In terms of business agility the core issue is IT change management and not governance. Change management is not about project management but METADATA: structured data about data that are required to define the properties of business entities and logic functions. Most understand metadata as the search criteria of an archive but they are in fact the core descriptors of Business Achtiecture entities. We need managed metadata because the IT problem starts when things change. Maybe you can change the process with BPMN, but try to change a data field and the process structure and logic simply – but catastrophically – collapses.

Even if you use all-out ‘open standards’ such as DTDs, XSLs, XSLTs, XPATH, WSDL, UDDI, BPML and BPEL and a lot of Java code, a business entity attribute in a SOA service interface is NOT automatically propagated to all user interfaces, all Java modules, all process definitions, all XML transforms and all databases. SOA does not improve or speed up in any way what users get in terms of functionality. As SOA does not add common versioning and deployment, we are right where we were before – in a ‘Big Ball of Mud’ – just more complex. Add SOA and/or BPM to any kind of infrastructure and you are making it harder to manage! And therefore less agile!

So clearly, without a Virtual Metadata Repository (not an archive) to define the Business Architecture, there won’t be any change management! The VM-Repository propagates metadata changes from its stored Business Architecture throughout all processes, business rules, user presentation, content and interfaces. We can now empower business users to adapt processes, rules, content and presentation to their needs without complex IT projects. Clearly, business agility is not provided by SOA or BPM methodology. An agile organisation will be empowered by user oriented Change Management!

The Truth About IT Innovation:
IT people in large organizations – more than any other people I know – shy away from innovation, because it is disruptive and risky. Risk is not desirable when 99.999 uptimes are required. We thus have tested-to-death, frozen application icebergs.

SOA is not innovation but a bureaucratic evolution of object-oriented messaging that took a wrong turn because vendors needed to sell what they had. Doesn’t anyone realize that SOA has only been invented so that the existing silos can stay and don’t have to be thrown out? SOA is not investment protection but the spiderweb that turns the existing silos into A PERFECT TRAP. Who in his right mind can believe that SOA enables them to replace vendors or silos? It is so complex and expensive that all related services are outsourced. Excuse me, but who could believe than an outsourcing contract makes IT more agile?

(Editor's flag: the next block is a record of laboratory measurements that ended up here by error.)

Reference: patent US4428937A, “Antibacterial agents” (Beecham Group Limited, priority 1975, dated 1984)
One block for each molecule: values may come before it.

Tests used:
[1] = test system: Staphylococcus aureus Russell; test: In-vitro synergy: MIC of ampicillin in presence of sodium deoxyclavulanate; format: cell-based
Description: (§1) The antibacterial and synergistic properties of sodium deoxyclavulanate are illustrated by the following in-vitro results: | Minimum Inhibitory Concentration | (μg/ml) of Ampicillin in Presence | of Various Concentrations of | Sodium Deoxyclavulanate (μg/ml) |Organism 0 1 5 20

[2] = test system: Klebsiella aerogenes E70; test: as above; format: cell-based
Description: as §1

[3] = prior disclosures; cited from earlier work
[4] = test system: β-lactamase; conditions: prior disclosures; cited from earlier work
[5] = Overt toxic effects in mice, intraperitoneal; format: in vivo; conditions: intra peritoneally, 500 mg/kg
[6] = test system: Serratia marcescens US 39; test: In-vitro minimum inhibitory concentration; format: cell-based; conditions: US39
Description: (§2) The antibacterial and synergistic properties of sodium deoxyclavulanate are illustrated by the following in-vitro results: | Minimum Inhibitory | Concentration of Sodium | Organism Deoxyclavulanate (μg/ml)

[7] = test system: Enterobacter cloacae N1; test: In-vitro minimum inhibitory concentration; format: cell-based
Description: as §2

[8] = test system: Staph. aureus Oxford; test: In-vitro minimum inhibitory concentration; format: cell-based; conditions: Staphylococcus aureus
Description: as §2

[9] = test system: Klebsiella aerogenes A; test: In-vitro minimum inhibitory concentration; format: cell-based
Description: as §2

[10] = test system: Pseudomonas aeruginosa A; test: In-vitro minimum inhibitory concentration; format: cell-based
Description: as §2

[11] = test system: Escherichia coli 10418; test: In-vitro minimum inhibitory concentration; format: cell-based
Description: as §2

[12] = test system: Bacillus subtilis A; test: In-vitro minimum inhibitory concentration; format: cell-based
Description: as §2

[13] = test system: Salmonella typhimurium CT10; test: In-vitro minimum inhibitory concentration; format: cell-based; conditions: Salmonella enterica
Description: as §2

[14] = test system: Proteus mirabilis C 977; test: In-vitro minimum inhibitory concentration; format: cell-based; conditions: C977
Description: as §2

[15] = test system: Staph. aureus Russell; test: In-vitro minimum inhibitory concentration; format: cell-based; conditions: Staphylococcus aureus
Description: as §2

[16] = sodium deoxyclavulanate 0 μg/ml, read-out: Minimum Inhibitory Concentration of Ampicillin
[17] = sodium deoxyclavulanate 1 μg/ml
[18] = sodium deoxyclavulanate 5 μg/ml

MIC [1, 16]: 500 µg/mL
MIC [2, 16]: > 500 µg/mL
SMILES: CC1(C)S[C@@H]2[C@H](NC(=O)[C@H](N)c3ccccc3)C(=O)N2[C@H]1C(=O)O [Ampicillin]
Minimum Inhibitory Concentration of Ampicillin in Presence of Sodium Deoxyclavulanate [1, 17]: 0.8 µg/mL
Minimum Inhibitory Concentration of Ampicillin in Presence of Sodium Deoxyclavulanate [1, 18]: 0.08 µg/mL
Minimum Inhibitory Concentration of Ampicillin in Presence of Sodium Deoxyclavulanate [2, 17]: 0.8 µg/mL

Fact: You can’t lead by walking in someone else’s footsteps. If you don’t innovate, your IT is not leading edge no matter how buzzword compliant you are. Benchmarking IT against others who don’t innovate will only pull everyone down to the same low level. But then … you can show that you are among the best in your benchmark! I am always asked for reference installations (but then strangely enough, no one wants to be one!) which is impossible for innovative software. Hey, it’s NEW! That means there can’t be a huge number of users. Yes, being innovative carries some risk. Finanical institutions, who take substantial risks with their client’s money with derivatives are the worst when it comes to trying innovative software. How strange is that?

Agility in business people will be supported through innovative technology and can most certainly not be found through best practices. This new technology will have to be self-explanatory, easy to implement and adapt to the needs of the business on the fly. I call it Adaptive Process and it will replace all the CRM, ECM, BPM, BI and TLA (Three Letter Acronym) silos and if at all, use SOA as one of many possible backend interfaces. I propose that your business will either innovate or get stuck in the SOA/BPM trap …

3 Comments on “SOA and BPM Agility: Perfect Complements or Illusions?

  1. I think is time for reconsider all positions from the perspective of the real capabilities of all about is mentioned in this article (TLA’s) and we must stay prepared for the consecuences of misunderstand the concept ACM. Really think is not comfortable the content of this article but sincerely have a lot of truth.
    However, somehow, great results have been achieved with these concepts!

    Like

    • Jose, thanks for the comment. Certainly some results have been achieved by using BPM and SOA concepts. The question is how long-term viable those results are and in what way do they actually improve a business’ ability to be agile. This is the point of the whole article.

      I admit that SOA is becoming more practical as more and more systems provide them from the outset. Mapping those SOA interfaces to the BPM system is too difficult in most cases and requires programming effort.

      BPM isnot agile and SOA is not either. It is the change management concept that both have to be linked into that would make a business adaptive.

      Like

  2. Pingback: BPM’s uncertain role in modernizing legacy applications | nano Geek